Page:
From reading an article in the Observer a year ago, to a life-changing decision to stand as a Welsh Assembly Member, my political journey has been full of fascinating and inspiring experiences.
You could say I’m steeped in politics. My grandfather was – I confess – a Tory MP; albeit not your typical Tory. An ordinary farmer who, like most MPs, wanted to do good, especially in terms of providing workers on farms with proper and decent housing. Sadly, he died young – a victim of diabetes – and I never got the opportunity to meet him, but I have always felt that politics was something I would love to get involved in; I just didn’t know how to start.
I have always hated inequality and have witnessed the many dangers brings, which is why I am a proud member of the Labour party. I spent my 20s and 30s establishing my career as a food campaigner and raising a family. Now, in my 40s I have an even greater desire to get involved and to make a difference in my local community.
Finding my political voice
Reading about the FWN scheme was a defining moment. My first steps into Westminster to meet the other candidates were nerve wracking, but in hindsight I can confirm that it was absolutely worth it! The buddy scheme, where you can talk to previous mentees, along with the wonderful attitude and encouragement of Christine and Caroline and the other women attending the programme, created an incredibly relaxed atmosphere.
We’ve been to Brussels, Westminster and Barnsley! We’ve spent a day at Labour Party HQ hearing from the masterminds behind the election campaign. We’ve heard about life as a minister, life as a whip, life as an MP, life as a prospective parliamentary candidate, life behind the political scenes, and what it is like to be involved in public life. Perhaps even more valuable than these experiences is that we have swapped ideas and debated them fiercely, gleaning advice from 28 other fabulous women – councillors, campaigners, lawyers and lobbyists, who all have something hugely positive to offer society.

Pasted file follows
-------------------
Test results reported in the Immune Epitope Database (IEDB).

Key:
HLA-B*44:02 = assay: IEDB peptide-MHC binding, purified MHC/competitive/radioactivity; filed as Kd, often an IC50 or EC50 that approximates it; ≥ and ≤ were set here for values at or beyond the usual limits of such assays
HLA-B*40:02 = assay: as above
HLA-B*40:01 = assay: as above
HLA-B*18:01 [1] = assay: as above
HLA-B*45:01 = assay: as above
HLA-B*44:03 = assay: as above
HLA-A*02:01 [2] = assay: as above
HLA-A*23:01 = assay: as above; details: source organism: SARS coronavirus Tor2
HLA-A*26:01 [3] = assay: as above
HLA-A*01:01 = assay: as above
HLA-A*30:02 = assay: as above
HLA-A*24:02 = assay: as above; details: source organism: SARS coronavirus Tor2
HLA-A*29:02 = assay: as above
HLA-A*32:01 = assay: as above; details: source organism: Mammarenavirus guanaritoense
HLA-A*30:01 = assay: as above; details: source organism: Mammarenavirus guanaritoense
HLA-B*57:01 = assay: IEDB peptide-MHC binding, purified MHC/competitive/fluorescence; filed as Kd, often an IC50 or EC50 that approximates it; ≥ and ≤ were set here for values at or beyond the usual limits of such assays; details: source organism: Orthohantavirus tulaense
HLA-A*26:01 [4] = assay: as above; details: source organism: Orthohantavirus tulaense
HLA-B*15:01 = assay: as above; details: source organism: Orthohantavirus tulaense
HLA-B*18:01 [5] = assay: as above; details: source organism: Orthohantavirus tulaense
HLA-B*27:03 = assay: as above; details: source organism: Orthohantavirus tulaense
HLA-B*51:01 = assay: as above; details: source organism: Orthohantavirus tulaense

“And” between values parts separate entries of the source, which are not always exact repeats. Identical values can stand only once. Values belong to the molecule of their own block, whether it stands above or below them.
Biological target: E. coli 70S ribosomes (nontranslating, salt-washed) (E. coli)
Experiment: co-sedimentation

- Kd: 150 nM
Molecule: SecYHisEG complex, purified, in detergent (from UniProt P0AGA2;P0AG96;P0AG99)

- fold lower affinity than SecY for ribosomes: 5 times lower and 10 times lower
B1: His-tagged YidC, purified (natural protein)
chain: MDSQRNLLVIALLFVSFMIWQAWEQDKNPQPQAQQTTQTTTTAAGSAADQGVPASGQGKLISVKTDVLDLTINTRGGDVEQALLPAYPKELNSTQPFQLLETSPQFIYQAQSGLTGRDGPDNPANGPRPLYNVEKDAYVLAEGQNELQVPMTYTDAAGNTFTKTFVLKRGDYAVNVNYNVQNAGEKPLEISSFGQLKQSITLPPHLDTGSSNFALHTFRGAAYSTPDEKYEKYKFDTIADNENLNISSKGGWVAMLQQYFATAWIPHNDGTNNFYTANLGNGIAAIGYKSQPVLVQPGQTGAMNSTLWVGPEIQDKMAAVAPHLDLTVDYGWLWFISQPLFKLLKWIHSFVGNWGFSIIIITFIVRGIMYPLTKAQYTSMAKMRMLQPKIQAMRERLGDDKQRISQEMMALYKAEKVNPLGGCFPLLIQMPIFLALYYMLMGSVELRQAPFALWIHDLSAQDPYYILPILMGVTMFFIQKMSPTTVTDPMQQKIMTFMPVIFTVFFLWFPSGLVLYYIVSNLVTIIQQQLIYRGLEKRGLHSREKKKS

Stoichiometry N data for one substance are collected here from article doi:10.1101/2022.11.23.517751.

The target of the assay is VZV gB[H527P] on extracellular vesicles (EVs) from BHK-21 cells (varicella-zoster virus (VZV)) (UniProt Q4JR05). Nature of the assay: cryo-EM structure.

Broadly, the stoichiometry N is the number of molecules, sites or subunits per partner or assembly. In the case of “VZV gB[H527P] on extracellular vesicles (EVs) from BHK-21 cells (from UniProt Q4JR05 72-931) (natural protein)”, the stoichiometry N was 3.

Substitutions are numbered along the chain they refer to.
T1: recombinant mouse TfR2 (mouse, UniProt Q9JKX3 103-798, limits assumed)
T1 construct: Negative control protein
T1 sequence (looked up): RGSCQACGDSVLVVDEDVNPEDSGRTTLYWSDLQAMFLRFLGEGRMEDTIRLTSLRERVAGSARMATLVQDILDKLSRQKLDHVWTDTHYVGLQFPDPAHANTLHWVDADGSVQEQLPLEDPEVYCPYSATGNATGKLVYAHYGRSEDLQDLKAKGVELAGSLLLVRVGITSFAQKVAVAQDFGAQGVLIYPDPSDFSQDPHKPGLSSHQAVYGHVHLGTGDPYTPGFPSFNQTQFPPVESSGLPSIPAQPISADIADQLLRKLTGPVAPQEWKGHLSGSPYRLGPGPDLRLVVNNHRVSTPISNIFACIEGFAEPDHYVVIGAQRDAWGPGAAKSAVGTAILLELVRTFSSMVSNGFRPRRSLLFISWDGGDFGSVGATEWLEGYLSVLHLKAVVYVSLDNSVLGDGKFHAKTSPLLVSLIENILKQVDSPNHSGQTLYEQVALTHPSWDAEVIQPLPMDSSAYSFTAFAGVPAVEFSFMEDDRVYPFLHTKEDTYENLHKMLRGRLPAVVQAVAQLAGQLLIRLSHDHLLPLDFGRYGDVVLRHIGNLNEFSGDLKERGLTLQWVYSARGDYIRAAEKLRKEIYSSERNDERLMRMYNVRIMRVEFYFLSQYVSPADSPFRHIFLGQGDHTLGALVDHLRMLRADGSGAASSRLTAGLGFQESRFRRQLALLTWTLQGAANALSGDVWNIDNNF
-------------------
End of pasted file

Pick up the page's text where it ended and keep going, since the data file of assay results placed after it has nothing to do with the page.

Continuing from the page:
As a result of the FWN scheme, it seems that many of us have found our political voices. Many of us feel that now is the time to stand up and get involved, and there is no reason why we – and many more women after us – can’t add our voice and our energy to helping make our country a better and fairer place to live. Finding my political voice was certainly one of my key objectives in joining the scheme. I wanted to understand whether it was possible for an ‘ordinary’ woman with no special links to the political world to get involved in politics. The answer has been a resounding yes.
Catherine Fookes is a food campaigner
The Fabian Women’s Network celebrate their tenth anniversary on Tuesday, 10 February 2015 from 18:00 to 20:30 at Royal Society of Chemistry, London W1J 0BA. For more information click here